Neil Gorsuch stands a little taller than 6 feet and must weigh somewhere around 180 lbs. He has a healthy frame, one that will more than likely support a long and celebrated judicial career on the Supreme Court. But he can't shoulder the crushing expectations for this Republican government.

Republicans have controlled all the levers of power for seven months now, and all they have to show for it is one gangly, though not unimportant, Supreme Court justice.

Of course, it wasn't supposed to be this way. As soon as Trump came from behind to win it all on election night, conservatives started fantasizing about crushing Democrats under a legislative steamroller. And why not? The GOP was finally at the wheel.

"Buckle up," Vice President Mike Pence told lawmakers gearing up in Philadelphia for a turbocharged session. "My friends, this is our moment," Pence crooned. "We got this far because President Donald Trump marshaled a movement unlike any movement in American history."

They had a 200-day plan to make good on seven years of promises. They'd start out by wiping away Obamacare, then they'd turn their attention to border security and tax reform. No sweat.

But now as Congress leaves for summer recess, it's laughable to remember that Republicans thought they could achieve any of this in seven months.

To be sure, that failure's not completely for a lack of trying. Speaker of the House Paul Ryan at least passed an Obamacare overhaul bill out of the House along with repeal of Dodd-Frank bank regulations, not small achievements. But that legislation is now molding over in the Senate, where nothing seems to get done.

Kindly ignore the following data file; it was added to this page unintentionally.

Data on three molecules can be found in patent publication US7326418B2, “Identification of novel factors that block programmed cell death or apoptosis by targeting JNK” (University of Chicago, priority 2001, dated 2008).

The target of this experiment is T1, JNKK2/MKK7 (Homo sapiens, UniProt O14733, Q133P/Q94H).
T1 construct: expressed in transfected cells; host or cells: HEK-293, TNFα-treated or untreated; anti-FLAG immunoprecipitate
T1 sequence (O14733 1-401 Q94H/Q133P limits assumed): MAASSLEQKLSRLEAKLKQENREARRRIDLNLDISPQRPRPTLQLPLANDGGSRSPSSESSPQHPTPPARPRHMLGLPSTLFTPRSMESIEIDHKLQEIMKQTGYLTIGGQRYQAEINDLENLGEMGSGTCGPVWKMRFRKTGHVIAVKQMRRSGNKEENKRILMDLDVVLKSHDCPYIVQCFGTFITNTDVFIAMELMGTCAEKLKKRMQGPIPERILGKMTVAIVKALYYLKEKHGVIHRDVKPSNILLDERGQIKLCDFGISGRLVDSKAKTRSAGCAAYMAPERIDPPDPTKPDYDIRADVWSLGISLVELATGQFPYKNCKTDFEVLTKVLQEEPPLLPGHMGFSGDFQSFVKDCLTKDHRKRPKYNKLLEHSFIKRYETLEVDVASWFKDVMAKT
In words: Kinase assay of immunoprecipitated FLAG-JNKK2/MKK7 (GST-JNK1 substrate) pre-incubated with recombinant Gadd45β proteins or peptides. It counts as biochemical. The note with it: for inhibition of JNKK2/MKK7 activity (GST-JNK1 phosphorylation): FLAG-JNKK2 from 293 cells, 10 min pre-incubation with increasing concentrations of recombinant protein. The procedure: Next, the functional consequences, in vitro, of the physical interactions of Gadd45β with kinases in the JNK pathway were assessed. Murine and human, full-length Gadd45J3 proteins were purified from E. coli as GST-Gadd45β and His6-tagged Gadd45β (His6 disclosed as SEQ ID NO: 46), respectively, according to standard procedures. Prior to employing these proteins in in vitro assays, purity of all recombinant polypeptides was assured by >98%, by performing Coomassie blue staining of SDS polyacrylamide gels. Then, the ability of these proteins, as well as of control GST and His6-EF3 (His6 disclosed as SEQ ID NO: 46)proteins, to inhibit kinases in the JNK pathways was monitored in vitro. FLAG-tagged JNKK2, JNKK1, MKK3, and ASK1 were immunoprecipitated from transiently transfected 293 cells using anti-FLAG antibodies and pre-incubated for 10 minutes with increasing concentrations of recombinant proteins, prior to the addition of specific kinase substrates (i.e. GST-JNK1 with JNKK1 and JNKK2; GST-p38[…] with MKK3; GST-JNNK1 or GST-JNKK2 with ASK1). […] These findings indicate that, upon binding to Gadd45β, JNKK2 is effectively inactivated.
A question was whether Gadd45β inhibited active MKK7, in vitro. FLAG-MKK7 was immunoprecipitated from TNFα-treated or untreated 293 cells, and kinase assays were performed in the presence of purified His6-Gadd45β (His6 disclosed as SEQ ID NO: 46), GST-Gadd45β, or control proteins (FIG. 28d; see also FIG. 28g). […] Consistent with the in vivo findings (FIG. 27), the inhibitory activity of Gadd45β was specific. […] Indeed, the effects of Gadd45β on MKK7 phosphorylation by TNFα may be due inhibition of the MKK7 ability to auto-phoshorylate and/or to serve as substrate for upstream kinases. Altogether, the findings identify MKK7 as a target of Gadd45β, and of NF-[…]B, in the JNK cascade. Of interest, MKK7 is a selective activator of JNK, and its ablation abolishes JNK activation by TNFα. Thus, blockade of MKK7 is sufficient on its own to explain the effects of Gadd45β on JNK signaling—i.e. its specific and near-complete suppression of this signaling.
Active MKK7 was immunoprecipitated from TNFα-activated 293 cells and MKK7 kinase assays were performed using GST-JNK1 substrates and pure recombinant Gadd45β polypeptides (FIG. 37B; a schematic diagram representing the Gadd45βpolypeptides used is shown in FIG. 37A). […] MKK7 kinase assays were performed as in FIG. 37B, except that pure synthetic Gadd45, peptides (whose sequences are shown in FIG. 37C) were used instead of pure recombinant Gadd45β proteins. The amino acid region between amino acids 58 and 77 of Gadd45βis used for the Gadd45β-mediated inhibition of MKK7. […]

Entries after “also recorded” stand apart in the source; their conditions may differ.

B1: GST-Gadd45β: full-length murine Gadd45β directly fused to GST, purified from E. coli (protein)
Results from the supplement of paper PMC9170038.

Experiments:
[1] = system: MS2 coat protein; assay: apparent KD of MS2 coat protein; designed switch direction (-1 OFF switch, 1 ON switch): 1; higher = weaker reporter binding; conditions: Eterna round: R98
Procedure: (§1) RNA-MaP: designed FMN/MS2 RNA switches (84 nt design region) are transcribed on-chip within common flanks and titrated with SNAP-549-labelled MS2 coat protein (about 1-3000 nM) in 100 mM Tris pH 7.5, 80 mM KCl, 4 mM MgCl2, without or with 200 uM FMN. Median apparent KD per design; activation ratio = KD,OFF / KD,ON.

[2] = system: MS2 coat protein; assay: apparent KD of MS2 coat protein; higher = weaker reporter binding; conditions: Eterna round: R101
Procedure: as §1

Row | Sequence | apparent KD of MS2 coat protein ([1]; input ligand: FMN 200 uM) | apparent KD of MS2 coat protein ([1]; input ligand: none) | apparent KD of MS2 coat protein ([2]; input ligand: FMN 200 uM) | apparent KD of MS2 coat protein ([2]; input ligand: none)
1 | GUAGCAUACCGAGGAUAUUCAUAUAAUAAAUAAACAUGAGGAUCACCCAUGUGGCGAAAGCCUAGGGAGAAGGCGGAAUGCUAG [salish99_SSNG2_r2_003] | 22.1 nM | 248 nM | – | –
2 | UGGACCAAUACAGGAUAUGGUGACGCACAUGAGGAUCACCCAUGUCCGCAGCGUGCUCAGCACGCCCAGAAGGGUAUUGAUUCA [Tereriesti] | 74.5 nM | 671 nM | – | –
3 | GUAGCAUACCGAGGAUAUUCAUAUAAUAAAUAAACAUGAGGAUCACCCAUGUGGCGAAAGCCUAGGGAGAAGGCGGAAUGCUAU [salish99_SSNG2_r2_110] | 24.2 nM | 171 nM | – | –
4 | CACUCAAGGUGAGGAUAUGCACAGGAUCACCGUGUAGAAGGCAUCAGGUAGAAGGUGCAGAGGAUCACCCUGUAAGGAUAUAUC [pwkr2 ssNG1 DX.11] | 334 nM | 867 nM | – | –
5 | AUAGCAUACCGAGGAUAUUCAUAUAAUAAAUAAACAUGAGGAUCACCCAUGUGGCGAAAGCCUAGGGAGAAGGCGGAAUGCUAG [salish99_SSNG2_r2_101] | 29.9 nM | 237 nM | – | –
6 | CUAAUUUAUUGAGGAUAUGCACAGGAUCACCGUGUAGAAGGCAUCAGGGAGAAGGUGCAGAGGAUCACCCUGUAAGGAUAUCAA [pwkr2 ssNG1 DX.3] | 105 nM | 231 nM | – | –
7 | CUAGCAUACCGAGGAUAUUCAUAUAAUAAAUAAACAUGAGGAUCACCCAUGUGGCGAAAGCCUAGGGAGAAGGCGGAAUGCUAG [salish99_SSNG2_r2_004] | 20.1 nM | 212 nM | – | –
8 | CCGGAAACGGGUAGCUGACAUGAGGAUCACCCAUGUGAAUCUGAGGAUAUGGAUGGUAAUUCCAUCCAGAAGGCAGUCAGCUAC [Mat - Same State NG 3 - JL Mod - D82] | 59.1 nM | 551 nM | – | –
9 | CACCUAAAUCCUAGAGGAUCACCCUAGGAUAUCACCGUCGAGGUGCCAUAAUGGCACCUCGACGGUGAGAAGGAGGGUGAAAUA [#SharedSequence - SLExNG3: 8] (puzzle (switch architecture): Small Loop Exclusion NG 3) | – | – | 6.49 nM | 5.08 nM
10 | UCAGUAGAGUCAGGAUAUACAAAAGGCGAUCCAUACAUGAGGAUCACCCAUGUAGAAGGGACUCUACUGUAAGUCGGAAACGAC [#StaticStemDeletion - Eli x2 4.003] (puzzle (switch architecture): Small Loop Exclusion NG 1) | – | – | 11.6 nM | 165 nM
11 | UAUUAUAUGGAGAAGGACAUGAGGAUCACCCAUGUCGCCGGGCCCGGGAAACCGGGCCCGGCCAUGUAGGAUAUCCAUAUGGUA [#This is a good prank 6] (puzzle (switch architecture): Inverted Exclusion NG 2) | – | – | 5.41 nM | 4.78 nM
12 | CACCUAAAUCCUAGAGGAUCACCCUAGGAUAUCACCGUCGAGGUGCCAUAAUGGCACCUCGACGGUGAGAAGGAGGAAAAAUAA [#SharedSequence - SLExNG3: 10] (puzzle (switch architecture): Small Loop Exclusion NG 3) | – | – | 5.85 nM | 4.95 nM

Some will protest that the economy is doing better, that unemployment is down, that maybe just maybe it's morning again in America. But it's not because of Congress. It's in spite of them. Sure, the Trump administration has done a wonderful job of cutting regulations, in some cases in a way that prevents the next Democrat administration from reinstating them. But we've reached the end of the road on using the Congressional Review Act. What Trump does from here out in regulatory terms is temporary.

And so the unhappy conclusion is this: Trump whipped up a movement and, with plenty of his help, Congress wasted it. As lawmakers head home to face their constituents, they only have one big thing to show for their efforts. They've got Justice Gorsuch, and that's not nearly enough.

Philip Wegmann is a commentary writer for the Washington Examiner.